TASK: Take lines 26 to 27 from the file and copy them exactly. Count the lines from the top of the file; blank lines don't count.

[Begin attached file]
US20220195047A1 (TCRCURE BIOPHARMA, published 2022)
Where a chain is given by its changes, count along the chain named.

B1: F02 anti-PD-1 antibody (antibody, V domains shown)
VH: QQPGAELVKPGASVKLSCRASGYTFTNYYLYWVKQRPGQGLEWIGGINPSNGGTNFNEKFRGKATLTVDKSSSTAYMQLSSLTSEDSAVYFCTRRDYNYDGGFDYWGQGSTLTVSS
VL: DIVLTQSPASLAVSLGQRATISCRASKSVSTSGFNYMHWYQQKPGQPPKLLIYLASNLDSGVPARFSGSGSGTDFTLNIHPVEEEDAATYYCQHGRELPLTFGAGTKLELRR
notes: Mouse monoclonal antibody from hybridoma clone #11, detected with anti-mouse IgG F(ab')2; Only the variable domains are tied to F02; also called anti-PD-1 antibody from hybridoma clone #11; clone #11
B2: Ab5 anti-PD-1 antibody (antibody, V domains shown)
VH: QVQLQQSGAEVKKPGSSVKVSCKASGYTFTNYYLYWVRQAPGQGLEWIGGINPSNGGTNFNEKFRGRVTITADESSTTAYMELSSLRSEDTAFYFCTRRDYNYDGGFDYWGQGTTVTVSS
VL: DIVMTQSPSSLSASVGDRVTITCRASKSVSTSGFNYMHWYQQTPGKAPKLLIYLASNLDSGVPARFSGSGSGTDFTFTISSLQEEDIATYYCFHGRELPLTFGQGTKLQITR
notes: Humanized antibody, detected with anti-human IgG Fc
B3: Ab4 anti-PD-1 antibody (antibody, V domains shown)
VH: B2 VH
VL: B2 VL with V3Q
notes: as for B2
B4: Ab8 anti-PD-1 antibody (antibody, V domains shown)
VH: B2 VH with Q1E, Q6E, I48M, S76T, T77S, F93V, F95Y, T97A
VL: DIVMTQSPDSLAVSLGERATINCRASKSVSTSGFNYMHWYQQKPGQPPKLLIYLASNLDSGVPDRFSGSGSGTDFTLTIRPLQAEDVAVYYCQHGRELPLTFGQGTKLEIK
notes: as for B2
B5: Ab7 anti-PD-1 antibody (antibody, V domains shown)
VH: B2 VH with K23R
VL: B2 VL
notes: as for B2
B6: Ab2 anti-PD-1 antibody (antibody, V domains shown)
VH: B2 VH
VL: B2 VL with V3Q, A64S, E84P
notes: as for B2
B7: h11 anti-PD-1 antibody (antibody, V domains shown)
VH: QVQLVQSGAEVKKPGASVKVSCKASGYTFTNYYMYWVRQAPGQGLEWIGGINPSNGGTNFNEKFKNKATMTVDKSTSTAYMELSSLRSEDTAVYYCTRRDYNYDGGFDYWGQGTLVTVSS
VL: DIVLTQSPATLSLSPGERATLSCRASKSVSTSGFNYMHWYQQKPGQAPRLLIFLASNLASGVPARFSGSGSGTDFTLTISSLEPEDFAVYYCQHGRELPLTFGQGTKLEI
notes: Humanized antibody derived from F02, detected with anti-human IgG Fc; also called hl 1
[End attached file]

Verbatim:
notes: as for B2
B7: h11 anti-PD-1 antibody (antibody, V domains shown)